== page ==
Endoscopic revision of failed dacryocystorhinostomy

Table 56.1

Indications for surgery

  • Symptomatic epiphora secondary to failed dacryocystorhinostomy

  • History of acute dacryocystitis

  • Excessive mucoid discharge secondary to chronic dacryocystitis

  • Sump syndrome after DCR surgery

Table 56.2

Preoperative evaluation

  • Elicit prior surgical history; method of prior DCR – endonasal or external; stent placement; any surgical complications; any relief of symptoms prior to recurrence

  • Probing and irrigation of canaliculi – determine location of obstruction

  • Look for canalicular slitting from prior stent placement

  • External pressure to assess presence of mucoid reflux; mucoid discharge indicates a sac remnant and a relatively good prognosis if repeat DCR is performed

  • Nasal exam to assess prior ostium site, presence of scarring, adhesions; rule out intranasal pathology and septal deviation

  • If epiphora is present with patent irrigation, consider dacryocystogram to rule out sump syndrome

  • If any medial canthal or intranasal masses detected or bloody tears present, orbital and paranasal sinus imaging should be performed to rule out neoplasm


Recurrent epiphora after prior dacryocystorhinostomy (DCR) is uncommon but presents the patient and lacrimal surgeon with a challenging dilemma. Patients should be observed for at least 6 months after surgery to allow for complete healing prior to considering any further intervention. If symptoms are improved compared to the preoperative state, observation may be the most prudent approach. If symptoms are similar or worse, then a consideration could be given to re-operation. If atypical symptoms are present with an abnormal exam, neoplasm should be considered and ruled out with imaging and biopsy of suspicious masses.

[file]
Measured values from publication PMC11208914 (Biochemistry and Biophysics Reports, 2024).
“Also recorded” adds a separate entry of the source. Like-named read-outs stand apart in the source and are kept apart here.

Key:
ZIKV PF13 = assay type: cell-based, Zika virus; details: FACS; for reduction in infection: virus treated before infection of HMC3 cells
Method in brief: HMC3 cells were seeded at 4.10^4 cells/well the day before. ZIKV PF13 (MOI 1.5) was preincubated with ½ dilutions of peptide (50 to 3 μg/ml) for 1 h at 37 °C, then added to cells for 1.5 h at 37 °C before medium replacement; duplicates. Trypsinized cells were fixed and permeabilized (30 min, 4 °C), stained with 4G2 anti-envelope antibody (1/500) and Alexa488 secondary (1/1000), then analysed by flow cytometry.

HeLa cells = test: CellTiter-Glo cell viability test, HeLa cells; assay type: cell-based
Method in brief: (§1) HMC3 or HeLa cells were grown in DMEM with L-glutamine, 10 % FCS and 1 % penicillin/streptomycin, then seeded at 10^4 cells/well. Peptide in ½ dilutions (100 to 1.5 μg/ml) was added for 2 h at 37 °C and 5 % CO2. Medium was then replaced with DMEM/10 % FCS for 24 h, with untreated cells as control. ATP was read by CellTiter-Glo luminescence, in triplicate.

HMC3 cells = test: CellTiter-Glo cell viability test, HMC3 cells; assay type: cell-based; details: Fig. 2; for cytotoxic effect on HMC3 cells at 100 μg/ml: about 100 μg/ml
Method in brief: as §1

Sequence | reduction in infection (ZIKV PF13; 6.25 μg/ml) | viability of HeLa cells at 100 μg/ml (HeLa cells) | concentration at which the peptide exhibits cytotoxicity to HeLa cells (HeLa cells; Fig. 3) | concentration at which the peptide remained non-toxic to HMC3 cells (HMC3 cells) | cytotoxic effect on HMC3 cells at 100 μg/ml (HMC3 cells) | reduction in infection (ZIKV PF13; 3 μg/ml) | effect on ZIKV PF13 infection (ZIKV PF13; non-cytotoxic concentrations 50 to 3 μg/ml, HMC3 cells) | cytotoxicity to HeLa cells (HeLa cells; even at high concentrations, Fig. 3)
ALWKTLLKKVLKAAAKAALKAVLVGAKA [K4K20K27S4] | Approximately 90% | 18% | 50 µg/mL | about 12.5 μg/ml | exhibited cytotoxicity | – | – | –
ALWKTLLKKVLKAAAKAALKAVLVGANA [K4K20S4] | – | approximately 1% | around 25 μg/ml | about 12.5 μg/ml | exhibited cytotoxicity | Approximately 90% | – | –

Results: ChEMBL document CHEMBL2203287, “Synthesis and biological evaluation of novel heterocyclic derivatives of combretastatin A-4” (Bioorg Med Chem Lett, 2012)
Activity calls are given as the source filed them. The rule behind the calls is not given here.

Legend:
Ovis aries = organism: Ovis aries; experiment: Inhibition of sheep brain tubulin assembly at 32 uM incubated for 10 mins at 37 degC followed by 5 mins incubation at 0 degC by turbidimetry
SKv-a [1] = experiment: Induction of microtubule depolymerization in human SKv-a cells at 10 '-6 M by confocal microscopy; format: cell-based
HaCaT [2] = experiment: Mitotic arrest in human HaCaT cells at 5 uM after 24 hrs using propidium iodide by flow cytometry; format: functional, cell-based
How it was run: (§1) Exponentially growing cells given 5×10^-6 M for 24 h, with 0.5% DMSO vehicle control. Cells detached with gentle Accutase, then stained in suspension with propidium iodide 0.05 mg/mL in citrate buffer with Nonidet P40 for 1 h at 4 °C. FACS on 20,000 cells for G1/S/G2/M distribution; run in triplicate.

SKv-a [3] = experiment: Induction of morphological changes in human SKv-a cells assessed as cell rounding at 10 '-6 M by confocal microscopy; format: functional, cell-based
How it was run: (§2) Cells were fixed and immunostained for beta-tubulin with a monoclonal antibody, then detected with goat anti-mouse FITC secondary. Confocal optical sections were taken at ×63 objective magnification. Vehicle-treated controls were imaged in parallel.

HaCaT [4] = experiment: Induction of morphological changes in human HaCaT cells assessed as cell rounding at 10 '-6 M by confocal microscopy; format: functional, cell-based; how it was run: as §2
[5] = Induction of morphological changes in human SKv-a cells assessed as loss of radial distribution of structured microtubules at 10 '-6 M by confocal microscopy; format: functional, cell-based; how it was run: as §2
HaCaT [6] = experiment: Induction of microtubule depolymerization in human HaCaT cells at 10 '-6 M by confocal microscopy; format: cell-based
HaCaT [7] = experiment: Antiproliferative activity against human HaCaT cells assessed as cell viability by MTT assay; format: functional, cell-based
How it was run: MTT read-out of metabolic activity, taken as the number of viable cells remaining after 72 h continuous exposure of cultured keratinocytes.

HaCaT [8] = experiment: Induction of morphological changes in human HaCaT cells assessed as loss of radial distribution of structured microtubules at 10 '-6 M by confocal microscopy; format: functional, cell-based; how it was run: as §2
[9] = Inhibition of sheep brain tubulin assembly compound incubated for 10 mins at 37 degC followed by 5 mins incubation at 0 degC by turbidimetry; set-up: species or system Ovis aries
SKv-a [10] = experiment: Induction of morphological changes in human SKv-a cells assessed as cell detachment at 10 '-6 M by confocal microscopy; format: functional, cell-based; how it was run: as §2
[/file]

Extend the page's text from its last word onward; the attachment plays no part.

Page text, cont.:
There are many possible causes of failure after prior DCR. Pre-lacrimal causes such as eyelid malposition and punctal stenosis should be ruled out and addressed ( Chapter 25 , Chapter 26 , Chapter 63 ). Common causes of DCR failure include the bony ostium being of inadequate size, common canalicular obstruction, and intranasal adhesions between the nasal septum and ostium site. Other less common causes include occult tumor, lacrimal sump syndrome and canalicular slitting from silicone stents tied excessively tight.

After the appropriate work-up has been performed, as outlined in Table 56.2 , a detailed discussion should be undertaken with the patient regarding expectations, goals, and potential complications. If significant canalicular obstruction exists, CDCR with Jones tube should be considered ( Chapter 59 ). The patient should be cautioned that any revisional surgery may also be unsuccessful. In our opinion, the endoscopic approach provides the best method to revise failed lacrimal procedures.

Surgical Technique

Figure 56.1

Injection of local anesthetic

Tolerance for systemically absorbed vasoconstrictors should be discussed with the anesthesiologist prior to surgery, particularly if the patient has a cardiac history. Excellent nasal decongestion is generally obtained with the use of nasal packing soaked in 0.05% oxymetazoline and direct submucosal infiltration of 1% lidocaine with epinephrine 1 : 100,000 overlying the site of the ostium with a 22-gauge spinal needle being used to inject the anesthetic ( Figure 56.1 ). While intranasal cocaine can be used if necessary, there is a general tendency to avoid its use due to the potential for cardiac effects. If desired, additional nasal decongestion can be obtained with the use of nasal packing soaked in epinephrine at a concentration of 1 : 10,000.

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May 16, 2019 | Posted by in Reconstructive surgery | Comments Off on Endoscopic revision of failed dacryocystorhinostomy
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